There’s no “best psilocybin mushroom,” but you can pair magic mushroom strains with the right moments. Let’s learn more about this nuance.
The history of magic mushroom strains
Magic mushrooms started gaining popularity in the U.S. in the 1950s thanks in part to mycologist R. Gordon Wasson, who was invited into a ritual with the Indigenous Mazatec tribe in Mexico. The psychedelic experience proved riveting, and Wasson recollected it in “Seeking the Magic Mushroom” for Life magazine.
This is often cited as the first American reference to psilocybin. Though Wasson changed her name and did not name the village, people began seeking out a similar transformative experience.
Maria Sabina, the curandera responsible for sharing the ritual with Wasson, was blamed by her community for bringing unwanted attention to their village. Her home was frequently raided, and she was hassled by police and even jailed.
Twenty years later, Wasson shared regret about writing about the Mazatec ritual after watching the way the sacred experience had been commodified. But the bottle had already been opened, and by the 70s magic mushrooms had been solidified in American counterculture.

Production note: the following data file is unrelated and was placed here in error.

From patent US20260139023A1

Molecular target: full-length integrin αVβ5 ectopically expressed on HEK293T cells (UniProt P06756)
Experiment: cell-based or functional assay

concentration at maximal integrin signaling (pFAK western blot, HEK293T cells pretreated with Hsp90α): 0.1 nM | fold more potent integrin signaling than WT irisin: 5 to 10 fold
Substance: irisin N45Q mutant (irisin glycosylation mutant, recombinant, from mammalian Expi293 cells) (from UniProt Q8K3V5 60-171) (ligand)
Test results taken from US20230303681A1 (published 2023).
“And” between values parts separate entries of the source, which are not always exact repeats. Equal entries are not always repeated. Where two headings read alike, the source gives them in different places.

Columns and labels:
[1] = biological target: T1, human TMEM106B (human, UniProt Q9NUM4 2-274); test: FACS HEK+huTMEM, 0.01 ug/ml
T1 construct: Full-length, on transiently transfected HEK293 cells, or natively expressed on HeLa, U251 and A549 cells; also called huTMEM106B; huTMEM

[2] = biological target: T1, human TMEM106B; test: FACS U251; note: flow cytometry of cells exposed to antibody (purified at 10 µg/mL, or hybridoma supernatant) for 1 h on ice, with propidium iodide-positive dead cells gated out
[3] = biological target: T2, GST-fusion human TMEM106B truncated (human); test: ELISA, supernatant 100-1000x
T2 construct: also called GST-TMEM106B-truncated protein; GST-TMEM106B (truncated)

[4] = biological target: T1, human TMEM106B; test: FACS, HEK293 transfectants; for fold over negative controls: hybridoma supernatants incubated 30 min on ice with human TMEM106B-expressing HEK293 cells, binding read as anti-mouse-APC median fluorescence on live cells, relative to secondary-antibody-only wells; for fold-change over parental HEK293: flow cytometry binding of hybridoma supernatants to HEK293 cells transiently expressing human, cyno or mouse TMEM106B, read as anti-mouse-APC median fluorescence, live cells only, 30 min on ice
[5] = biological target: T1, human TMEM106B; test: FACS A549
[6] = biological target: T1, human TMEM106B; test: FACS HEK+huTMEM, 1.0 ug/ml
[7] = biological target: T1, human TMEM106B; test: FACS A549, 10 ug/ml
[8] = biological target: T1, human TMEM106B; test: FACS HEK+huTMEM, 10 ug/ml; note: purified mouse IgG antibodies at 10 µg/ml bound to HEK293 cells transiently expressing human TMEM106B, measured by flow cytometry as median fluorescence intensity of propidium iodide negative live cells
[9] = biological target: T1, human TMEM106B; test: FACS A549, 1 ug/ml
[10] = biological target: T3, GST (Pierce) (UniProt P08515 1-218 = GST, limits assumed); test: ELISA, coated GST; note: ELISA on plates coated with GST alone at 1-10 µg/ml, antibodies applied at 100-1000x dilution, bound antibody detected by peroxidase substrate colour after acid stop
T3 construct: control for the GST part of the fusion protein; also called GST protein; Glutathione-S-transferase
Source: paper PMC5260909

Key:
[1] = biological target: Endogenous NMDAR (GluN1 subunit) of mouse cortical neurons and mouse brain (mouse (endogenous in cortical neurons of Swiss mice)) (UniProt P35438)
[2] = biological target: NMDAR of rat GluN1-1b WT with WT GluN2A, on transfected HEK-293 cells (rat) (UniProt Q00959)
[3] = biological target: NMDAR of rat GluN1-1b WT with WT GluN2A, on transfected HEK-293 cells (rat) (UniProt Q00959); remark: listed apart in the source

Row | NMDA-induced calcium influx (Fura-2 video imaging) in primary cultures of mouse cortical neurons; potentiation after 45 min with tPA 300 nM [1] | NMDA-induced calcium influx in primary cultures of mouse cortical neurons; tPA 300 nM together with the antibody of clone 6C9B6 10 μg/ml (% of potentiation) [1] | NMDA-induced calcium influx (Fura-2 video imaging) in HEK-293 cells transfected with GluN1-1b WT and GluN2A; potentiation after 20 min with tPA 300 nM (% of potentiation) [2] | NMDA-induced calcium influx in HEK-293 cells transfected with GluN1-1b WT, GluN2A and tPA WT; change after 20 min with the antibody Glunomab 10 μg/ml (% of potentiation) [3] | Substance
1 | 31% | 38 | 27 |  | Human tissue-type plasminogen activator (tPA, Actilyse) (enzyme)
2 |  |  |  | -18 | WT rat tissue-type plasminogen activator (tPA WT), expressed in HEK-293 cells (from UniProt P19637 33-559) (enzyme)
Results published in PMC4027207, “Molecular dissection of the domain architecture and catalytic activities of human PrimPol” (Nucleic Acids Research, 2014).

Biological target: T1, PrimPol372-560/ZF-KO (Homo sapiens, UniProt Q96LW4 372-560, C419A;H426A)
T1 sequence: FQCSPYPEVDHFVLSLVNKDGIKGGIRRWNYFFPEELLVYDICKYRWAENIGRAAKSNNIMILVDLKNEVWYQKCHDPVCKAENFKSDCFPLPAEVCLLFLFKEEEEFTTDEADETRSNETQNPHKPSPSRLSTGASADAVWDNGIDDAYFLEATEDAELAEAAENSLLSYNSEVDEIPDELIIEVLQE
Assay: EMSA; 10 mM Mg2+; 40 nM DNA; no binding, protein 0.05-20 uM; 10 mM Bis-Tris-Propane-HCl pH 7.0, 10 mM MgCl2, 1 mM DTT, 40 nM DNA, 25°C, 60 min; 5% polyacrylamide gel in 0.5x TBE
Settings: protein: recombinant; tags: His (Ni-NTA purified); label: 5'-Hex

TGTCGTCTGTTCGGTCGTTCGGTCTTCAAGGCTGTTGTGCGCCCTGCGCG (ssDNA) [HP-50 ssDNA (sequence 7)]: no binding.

Microdosing & the Stamets stack
One major influence on modern mycology and North American mushroom foraging is longtime advocate and author Paul Stamets. Stamets could be found amidst the flurry for microdosing that took the tech (and general) world by storm in the last half a decade. This could be due in part to the popularization of the Stamets stack.
Microdosing is the act of taking a small, almost undetectable dose of psilocybin over an allotted period. The method is meant to elicit the positive effects of a psilocybin trip without stirring up the intense, emotional rollercoaster of a macro dose.